If we've scheduled a test for Tuesday, that's what I do; the car and the team come first no matter what. I'm fortunate to have sponsors who understand that, and they don't mind if I turn down an appearance request because of a test. Getting to Victory Lane is the most important thing for them as well as for us. We try to schedule appearances far enough in advance to avoid any conflicts, but on the few occasions when I'm being pulled in two different directions, our sponsors understand that I'm always going to err on the side of the car and the team.

When I first got in a Winston Cup car in late 1992, I tried to do everything for everybody. If a local reporter wanted an interview, I would call him back immediately and give him as much time as he needed. If a local auto parts store wanted me to do a one-hour appearance, I'd show up and give them as much time as they needed, even if the company didn't sponsor our car. At the time, that wasn't unusual. Most drivers worked out their own one-day or one-hour appearances. We were all trying to grow the sport, and I was trying to get my name out, so we did whatever we could to promote ourselves. A couple of years and a few hundred mistakes later, I realized I was spreading myself way too thin, and doing a disservice to the companies footing the bill for me to go racing. Some of my sponsors saw me doing these one-day autograph signings and wondered why they were writing such big checks when, for a daily rate, I would go anywhere for anybody. Now, I've chosen a few select sponsor/partners and work with them exclusively. I'm able to give them more time, attention, and exposure, and they don't have to worry about me being overextended and distracted. They're happy, and I'm happy.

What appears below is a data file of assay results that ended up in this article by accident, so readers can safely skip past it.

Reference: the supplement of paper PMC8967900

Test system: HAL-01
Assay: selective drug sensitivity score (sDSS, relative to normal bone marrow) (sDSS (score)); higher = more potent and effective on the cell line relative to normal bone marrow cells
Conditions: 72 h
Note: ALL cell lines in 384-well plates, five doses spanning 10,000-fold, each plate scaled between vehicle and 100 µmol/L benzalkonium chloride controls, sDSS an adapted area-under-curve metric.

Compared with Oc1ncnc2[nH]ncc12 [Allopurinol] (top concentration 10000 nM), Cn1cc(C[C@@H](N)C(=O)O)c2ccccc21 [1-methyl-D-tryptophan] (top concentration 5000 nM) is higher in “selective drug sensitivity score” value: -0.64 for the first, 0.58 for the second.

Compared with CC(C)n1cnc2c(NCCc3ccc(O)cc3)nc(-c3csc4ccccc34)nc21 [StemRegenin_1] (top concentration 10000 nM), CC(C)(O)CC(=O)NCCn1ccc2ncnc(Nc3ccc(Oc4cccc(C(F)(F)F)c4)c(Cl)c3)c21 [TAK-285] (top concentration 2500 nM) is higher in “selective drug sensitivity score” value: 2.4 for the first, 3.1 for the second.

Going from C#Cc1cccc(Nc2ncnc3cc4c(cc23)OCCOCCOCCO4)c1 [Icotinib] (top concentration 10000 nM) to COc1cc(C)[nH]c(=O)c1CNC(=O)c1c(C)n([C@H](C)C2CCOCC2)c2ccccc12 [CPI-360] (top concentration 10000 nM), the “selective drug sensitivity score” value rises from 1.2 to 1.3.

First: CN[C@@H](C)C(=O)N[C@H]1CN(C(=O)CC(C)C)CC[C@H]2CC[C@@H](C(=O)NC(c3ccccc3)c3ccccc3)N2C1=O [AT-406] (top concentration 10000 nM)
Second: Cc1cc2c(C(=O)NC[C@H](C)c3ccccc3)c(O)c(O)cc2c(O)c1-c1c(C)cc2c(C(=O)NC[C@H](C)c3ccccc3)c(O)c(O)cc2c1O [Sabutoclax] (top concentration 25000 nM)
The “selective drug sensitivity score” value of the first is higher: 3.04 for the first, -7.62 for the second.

That doesn't mean I don't have conflicts. I remember one Monday after a race in Kansas (a race I won), I scheduled a quick trip to Las Vegas for a Warner Brothers movie shoot. I was tired after racing five hundred miles, but the shoot was scheduled for 10 P.M. I figured I'd be on the plane heading home by midnight. What I didn't count on was all of the retakes pushing the shoot back five hours. By the time we started shooting my segment, it was 3 A.M. We finished a little after five, and I got back to Charlotte at 1 P.M. on Tuesday. So much for that day off.

Barring any other conflicts, Wednesday is my day to be in the Charlotte office and race shop. That might mean I spend the entire day meeting with Robbie and our team manager, Brian Whitesell, or I might spend the day with my business manager, Bob Brannan. Fortunately, my business offices are on the second floor of the building that houses the shop for the 24 car and the 48 car (driven by Jimmie Johnson, of which I'm also a co-owner). That puts my licensing operations, my fan club, the merchandizing division, and my foundations offices under the same roof as our mechanics, engineers, fabricators, and pit crew personnel, which works out great for me. I can spend the morning autographing die-cast cars for my foundation, have a quick in-house lunch with my business manager, and spend the afternoon going over next week's race with Robbie and Brian.